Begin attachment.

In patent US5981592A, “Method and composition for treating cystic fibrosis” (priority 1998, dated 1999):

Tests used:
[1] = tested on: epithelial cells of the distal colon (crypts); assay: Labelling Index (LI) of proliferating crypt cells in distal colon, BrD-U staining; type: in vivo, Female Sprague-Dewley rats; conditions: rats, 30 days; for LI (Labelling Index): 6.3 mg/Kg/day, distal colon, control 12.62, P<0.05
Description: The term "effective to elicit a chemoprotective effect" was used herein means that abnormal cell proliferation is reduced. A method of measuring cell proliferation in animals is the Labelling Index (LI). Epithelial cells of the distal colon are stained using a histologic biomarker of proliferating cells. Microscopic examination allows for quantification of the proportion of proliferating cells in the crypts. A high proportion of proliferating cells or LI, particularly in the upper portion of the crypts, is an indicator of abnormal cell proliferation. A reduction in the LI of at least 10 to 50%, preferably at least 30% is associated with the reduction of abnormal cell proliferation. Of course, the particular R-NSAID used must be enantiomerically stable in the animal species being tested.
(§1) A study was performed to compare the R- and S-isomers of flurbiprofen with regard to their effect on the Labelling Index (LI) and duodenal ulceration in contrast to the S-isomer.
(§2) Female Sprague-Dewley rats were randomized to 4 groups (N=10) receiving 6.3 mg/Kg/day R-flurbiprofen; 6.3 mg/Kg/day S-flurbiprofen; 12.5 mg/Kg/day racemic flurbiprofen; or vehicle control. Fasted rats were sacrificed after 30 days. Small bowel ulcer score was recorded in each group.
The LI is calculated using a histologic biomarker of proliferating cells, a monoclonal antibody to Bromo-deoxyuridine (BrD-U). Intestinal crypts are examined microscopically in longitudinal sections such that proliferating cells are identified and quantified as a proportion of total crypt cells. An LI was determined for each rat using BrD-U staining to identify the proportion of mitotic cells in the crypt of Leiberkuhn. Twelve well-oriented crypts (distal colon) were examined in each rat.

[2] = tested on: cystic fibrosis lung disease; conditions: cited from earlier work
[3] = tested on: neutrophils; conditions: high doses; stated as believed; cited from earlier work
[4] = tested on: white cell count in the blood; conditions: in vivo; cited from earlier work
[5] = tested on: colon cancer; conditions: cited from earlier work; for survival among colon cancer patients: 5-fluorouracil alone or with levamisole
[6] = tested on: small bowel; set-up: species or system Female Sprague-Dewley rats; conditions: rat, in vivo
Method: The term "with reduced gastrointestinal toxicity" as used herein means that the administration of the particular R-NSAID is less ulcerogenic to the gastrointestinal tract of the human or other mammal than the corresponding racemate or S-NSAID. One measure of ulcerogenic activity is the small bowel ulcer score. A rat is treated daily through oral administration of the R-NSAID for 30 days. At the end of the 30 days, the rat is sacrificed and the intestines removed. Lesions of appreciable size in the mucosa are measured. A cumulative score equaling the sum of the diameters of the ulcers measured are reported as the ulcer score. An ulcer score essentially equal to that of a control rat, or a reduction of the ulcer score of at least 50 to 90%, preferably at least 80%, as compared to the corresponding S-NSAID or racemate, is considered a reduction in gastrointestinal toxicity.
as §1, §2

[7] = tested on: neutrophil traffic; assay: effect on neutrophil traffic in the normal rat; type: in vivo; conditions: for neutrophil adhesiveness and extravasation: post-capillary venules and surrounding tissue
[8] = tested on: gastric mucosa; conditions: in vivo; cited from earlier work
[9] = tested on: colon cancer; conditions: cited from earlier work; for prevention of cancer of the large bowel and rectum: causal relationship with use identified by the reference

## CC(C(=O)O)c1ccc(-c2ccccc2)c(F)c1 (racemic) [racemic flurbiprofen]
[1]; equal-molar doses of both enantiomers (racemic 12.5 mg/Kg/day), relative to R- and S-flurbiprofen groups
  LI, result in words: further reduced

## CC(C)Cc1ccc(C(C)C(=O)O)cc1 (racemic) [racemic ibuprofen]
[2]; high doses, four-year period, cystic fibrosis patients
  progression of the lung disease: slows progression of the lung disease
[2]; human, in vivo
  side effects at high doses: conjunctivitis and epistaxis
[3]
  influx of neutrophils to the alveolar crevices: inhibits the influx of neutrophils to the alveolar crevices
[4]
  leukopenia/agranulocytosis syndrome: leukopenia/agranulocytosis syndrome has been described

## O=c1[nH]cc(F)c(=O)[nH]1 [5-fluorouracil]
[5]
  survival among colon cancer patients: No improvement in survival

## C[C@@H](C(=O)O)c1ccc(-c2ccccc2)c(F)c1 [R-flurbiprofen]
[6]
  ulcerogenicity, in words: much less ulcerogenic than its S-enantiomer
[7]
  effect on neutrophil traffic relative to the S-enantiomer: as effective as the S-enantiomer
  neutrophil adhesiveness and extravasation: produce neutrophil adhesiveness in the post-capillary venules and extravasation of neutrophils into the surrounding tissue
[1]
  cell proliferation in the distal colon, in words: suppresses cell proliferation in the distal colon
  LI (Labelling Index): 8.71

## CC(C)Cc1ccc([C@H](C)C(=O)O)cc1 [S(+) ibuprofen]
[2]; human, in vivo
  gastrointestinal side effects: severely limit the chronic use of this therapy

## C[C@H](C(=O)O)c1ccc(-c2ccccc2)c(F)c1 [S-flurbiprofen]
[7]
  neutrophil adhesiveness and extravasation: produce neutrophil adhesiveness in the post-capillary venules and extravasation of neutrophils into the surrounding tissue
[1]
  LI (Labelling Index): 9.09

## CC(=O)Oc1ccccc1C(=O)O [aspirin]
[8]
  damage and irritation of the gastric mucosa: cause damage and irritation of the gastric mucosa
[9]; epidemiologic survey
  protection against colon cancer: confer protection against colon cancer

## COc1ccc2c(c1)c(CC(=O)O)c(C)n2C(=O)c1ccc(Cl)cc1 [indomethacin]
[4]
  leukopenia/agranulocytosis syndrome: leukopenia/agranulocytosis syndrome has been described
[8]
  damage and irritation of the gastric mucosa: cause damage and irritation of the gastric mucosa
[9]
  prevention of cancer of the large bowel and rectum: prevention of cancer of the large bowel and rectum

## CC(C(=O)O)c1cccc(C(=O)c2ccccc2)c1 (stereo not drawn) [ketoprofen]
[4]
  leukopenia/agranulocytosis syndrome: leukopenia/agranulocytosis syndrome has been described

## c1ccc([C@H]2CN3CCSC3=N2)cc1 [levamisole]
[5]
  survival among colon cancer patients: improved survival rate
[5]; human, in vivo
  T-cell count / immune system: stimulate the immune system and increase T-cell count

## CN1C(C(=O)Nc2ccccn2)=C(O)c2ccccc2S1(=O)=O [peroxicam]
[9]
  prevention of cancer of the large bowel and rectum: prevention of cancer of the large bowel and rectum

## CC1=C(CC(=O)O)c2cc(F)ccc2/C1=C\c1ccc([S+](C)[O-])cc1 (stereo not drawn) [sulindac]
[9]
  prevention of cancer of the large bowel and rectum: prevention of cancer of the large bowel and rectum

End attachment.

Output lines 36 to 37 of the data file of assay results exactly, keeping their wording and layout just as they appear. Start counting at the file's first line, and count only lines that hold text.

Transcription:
[7]
  effect on neutrophil traffic relative to the S-enantiomer: as effective as the S-enantiomer